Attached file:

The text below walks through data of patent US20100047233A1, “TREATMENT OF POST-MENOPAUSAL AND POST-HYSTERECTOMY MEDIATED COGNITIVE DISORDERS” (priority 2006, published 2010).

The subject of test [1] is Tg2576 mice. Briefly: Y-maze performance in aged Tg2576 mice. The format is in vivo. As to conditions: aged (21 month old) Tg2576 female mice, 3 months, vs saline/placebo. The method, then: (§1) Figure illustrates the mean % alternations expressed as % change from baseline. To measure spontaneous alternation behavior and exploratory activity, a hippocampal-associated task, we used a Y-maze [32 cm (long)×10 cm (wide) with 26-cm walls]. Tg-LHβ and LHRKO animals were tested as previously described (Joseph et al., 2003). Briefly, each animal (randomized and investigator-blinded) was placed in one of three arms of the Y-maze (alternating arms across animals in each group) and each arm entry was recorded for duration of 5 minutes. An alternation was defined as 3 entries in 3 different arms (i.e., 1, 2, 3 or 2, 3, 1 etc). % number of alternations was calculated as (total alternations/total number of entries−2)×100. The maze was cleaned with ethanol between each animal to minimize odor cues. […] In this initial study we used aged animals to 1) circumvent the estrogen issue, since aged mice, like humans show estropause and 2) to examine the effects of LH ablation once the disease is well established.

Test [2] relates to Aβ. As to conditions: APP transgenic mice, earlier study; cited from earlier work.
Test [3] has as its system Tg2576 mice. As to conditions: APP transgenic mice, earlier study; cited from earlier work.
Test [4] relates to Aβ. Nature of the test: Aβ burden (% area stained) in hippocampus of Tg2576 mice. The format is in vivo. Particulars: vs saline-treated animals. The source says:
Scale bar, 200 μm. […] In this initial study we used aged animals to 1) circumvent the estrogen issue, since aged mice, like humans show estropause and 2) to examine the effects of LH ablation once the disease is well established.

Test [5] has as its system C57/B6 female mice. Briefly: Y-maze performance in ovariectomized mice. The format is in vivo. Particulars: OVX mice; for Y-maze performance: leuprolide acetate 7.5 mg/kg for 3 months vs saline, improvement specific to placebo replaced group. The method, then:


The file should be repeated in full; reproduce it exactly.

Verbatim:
The text below walks through data of patent US20100047233A1, “TREATMENT OF POST-MENOPAUSAL AND POST-HYSTERECTOMY MEDIATED COGNITIVE DISORDERS” (priority 2006, published 2010).

The subject of test [1] is Tg2576 mice. Briefly: Y-maze performance in aged Tg2576 mice. The format is in vivo. As to conditions: aged (21 month old) Tg2576 female mice, 3 months, vs saline/placebo. The method, then: (§1) Figure illustrates the mean % alternations expressed as % change from baseline. To measure spontaneous alternation behavior and exploratory activity, a hippocampal-associated task, we used a Y-maze [32 cm (long)×10 cm (wide) with 26-cm walls]. Tg-LHβ and LHRKO animals were tested as previously described (Joseph et al., 2003). Briefly, each animal (randomized and investigator-blinded) was placed in one of three arms of the Y-maze (alternating arms across animals in each group) and each arm entry was recorded for duration of 5 minutes. An alternation was defined as 3 entries in 3 different arms (i.e., 1, 2, 3 or 2, 3, 1 etc). % number of alternations was calculated as (total alternations/total number of entries−2)×100. The maze was cleaned with ethanol between each animal to minimize odor cues. […] In this initial study we used aged animals to 1) circumvent the estrogen issue, since aged mice, like humans show estropause and 2) to examine the effects of LH ablation once the disease is well established.

Test [2] relates to Aβ. As to conditions: APP transgenic mice, earlier study; cited from earlier work.
Test [3] has as its system Tg2576 mice. As to conditions: APP transgenic mice, earlier study; cited from earlier work.
Test [4] relates to Aβ. Nature of the test: Aβ burden (% area stained) in hippocampus of Tg2576 mice. The format is in vivo. Particulars: vs saline-treated animals. The source says:
Scale bar, 200 μm. […] In this initial study we used aged animals to 1) circumvent the estrogen issue, since aged mice, like humans show estropause and 2) to examine the effects of LH ablation once the disease is well established.

Test [5] has as its system C57/B6 female mice. Briefly: Y-maze performance in ovariectomized mice. The format is in vivo. Particulars: OVX mice; for Y-maze performance: leuprolide acetate 7.5 mg/kg for 3 months vs saline, improvement specific to placebo replaced group. The method, then: